CELSIUS: Yes, storyboards are being made. They will be low budget, but they will put a face with the music. Thinking of doing videos for "Wanderlust," "Portraits," "TRG," and maybe "Manners." Wanna mix the funny with the more thought provoking content. I will definitely push them on YouTube and other sites. If I think I can get some play, I will hit up tv stations too. I will also include them on the next cd or perhaps make a dvd of live shows and a tour, just for fun and for the people who really want it. Also, to document this, because damn ... I am living my dream and I wanna remember this vividly when I am old and gray. I'ma make a time capsule or something and bury it deep in the earth so I can echo on.

AMOEBLOG: You just released a new CD, Wanderlust. What is the message that you
hope people will get from it?

CELSIUS: Actually, it is released limitedly right now. I am still shopping it and hoping for support from a strong indie or good distributor. A message? Nothing specific as an over-all theme. It spans a lot of topics.  Really just wanted to make a CD that was uniquely me. Uniquely Celsius/Jacob Battersby. I look at music as an opportunity for the world to meet me. I am just sharing some stories and things that are on my mind. Maybe people will relate. Maybe I will inspire. My main message is, Hi, this is me. This is how my life is. These are my experiences and observations-- I have had in this crazy life. This is my window for you to peep through. Life is so intricate and dynamic. Everyone has a story to tell. I just try and articulate one of the many perspectives and hopefully it makes you think and laugh and look at life differently for a moment.

AMOEBLOG: What two songs on the album are closest to your heart, content/lyrically, and why?

CELSIUS: "Wanderlust" is definitely one of them. I thought it was dope to have a title track, and I love it because it weaves so well together. The beat by Headnodic is perfect for what I am trying to convey, and I feel its lyrics accurately describe where I am at with my life and philosophy at this point. It also sets a mood for the album and my over-all perspective. So much to see and do. The world is so big. So much going on. I can't sit still. I can't sit in a cubicle and waste away. There is too much to breathe in. Too much to taste and feel. Can't waste this chance. If I had to choose 2 only, I would say "Portraits" would be my next choice. I made a conscious effort to tell more stories on this album and I like how this came out. It tells the 3 true stories of characters I grew up with in the Bay. It's some wild, melodic beat by Mophono, and I throw some patterns that hug that quite well, I think. It's a powerful song, and I am proud of the way I reflected and told stories of others rather than my own. Not the stories you would expect to hear from some kid who grew up in Alameda.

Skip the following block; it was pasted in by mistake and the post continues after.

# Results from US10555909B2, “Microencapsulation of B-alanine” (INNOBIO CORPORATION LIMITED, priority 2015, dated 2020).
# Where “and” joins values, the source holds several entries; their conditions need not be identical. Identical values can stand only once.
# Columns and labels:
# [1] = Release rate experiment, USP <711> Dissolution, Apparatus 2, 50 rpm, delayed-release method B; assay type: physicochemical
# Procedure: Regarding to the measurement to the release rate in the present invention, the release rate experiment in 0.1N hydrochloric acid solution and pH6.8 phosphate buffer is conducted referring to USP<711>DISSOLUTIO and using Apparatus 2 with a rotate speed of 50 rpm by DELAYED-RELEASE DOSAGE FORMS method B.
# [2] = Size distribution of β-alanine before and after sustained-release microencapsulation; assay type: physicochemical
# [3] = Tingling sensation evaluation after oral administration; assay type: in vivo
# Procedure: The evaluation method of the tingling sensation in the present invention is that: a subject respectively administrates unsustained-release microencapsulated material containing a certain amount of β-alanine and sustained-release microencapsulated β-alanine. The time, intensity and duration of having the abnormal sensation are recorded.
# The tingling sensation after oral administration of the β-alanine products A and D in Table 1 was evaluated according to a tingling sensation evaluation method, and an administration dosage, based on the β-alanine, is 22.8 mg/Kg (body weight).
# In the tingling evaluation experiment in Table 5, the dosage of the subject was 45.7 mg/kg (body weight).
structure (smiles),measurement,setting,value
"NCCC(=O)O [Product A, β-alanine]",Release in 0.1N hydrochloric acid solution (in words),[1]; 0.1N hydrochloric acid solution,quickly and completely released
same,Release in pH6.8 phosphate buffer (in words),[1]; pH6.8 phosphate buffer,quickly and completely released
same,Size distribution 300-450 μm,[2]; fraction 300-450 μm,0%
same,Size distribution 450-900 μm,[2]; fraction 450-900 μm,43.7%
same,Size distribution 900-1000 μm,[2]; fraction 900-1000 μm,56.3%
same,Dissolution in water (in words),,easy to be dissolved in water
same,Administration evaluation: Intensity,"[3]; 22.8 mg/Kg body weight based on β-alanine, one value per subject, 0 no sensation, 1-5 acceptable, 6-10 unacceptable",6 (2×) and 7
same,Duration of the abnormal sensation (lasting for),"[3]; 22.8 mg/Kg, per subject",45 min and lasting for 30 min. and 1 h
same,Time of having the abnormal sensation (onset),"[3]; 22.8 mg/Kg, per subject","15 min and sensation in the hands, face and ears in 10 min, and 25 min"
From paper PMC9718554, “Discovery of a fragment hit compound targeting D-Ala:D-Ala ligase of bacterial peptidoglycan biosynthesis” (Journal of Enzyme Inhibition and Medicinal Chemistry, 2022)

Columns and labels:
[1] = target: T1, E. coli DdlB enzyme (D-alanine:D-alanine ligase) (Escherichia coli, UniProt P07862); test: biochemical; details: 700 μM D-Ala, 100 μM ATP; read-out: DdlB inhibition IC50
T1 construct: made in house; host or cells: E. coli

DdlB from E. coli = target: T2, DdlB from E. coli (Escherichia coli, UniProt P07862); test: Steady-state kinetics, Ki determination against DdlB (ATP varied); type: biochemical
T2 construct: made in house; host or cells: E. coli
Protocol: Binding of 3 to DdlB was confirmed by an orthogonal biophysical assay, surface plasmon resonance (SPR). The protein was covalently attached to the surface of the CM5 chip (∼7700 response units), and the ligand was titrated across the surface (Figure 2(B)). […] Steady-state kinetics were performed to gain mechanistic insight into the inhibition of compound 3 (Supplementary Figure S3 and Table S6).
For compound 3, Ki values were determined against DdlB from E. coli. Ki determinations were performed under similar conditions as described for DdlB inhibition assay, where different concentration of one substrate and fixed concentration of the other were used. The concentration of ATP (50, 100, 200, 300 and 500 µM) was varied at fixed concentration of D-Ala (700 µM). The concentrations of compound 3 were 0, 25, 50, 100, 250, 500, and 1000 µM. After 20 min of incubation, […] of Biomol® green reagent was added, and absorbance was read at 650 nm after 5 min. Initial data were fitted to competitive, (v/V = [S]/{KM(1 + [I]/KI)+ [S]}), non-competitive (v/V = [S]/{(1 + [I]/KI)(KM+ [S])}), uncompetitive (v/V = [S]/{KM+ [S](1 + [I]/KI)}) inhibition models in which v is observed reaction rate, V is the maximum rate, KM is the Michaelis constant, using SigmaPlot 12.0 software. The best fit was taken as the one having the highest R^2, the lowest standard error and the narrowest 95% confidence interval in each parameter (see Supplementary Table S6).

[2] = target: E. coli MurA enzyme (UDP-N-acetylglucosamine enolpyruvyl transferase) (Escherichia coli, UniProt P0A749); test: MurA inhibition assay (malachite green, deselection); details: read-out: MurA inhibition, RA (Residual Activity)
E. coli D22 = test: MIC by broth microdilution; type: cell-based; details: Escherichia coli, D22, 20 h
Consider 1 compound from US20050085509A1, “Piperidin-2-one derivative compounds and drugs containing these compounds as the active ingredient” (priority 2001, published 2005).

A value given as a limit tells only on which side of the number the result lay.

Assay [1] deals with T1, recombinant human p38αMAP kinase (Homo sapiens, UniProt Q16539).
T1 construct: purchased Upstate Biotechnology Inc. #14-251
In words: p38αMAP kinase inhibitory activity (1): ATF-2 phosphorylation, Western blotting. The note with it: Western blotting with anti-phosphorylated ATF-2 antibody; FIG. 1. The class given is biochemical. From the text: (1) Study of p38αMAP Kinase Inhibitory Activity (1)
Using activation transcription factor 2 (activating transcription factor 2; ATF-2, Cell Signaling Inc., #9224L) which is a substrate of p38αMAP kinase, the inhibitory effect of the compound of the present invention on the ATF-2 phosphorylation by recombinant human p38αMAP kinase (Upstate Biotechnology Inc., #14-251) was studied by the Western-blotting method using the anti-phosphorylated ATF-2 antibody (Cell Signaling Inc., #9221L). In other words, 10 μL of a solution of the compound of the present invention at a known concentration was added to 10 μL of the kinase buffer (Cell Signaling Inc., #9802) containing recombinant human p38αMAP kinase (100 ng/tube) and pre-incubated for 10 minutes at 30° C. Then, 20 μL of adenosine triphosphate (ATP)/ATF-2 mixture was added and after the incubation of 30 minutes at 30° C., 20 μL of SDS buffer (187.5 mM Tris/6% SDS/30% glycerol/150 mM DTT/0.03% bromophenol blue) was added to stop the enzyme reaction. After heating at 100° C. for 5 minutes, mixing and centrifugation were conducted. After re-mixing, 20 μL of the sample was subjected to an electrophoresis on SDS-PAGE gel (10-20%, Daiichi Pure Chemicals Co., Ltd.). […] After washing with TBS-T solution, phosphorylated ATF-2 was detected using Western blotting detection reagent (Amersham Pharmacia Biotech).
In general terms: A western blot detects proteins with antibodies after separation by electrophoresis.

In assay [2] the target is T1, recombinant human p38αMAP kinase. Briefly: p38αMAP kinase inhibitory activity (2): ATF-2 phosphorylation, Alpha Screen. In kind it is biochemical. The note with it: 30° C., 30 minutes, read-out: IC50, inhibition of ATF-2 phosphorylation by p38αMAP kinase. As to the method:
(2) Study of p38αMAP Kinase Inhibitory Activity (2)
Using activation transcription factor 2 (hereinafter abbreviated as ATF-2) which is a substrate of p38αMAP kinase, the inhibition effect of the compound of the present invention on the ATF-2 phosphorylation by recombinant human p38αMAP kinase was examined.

AMOEBLOG: What is the most recent Psychokinetics album "Seven League Boots" about and who is
on it?

CELSIUS: It's a dope album with many different types of tracks and topics. From party tracks to songs about drug dealers to love songs to melancholy diatribes to straight up hip-hop lyrical bangers, it has it all. Great beats by Denizen, Ill Media, Vapor Child, Dirt Nasty, Slurface, and guest emcee spots from Zion, Rashaan Ahmad, and Kirby Dominant, to name a few. Yes, it is available on-line on iTunes, etc ... plus maybe still in Amoeba. Not sure. May have to drop some more by.

AMOEBLOG: What do you think of the state of hip-hop today in general national terms?

CELSIUS: Big business controls it. There is a lot of great music that is not being heard, and over-all, it is a really tough time to be in the game. Not easy to make a living, but damn it is fun and I am traveling and doing what I want to do. It is still alive and well and thriving, despite what you may see and hear. Dudes like Common, Mos Def, Kanye, Outkast, and Lupe Fiasco give me hope that a new breed is here and we will take over the wackness that exists and reclaim hip-hop for the cultural leader it can be. I don't see it as a vehicle to perpetuate greed, envy, materialism and misogeny amongst people, but that seems to be the way it is shown to the world right now. Commercial radio sucks for the most part. I mean, hip hop has the ear of the world, now we just gotta say something meaningful. Overall, I feel positive about it. The stuff I am listening to keeps me going. I am still learning from it just like I did when I was a kid. Nowadays you just gotta listen closer, but Hip hop is still well and thriving in my opinion. Commercial isn't even a factor. It was and always will be owned by the people. They can't take that.

AMOEBLOG: And what about in terms of Bay Area hip-hop in this post-hyphy era?

CELSIUS: Man, I am not sure about that. It doesn't feel as cool here, that's why I am traveling more. It used to feel more familial here-- now that time has seemed to have passed. Not as many solid events happening I don't think. Most promoters have lost their shirts and gotta do DJ sets instead. Again, good stuff out there, but no one really taking the lead. Hyphy movement ... ehh ... not sure. Think it's great that they got some shine on the Bay, just too bad that when the eye is on us that we are telling people to be dumb and crash their cars. We got a lot more to say and a lot more talent here than that. Hopefully that will get some shine at some point, cuz to me, that other stuff is BOO CHIT MAYNE! I mean, I am all for having fun, but come on man... say somethin' already.

AMOEBLOG: What are the best sites for people to find out more about you?

CELSIUS: My MySpace or Psychonetics' label website or the group MySpace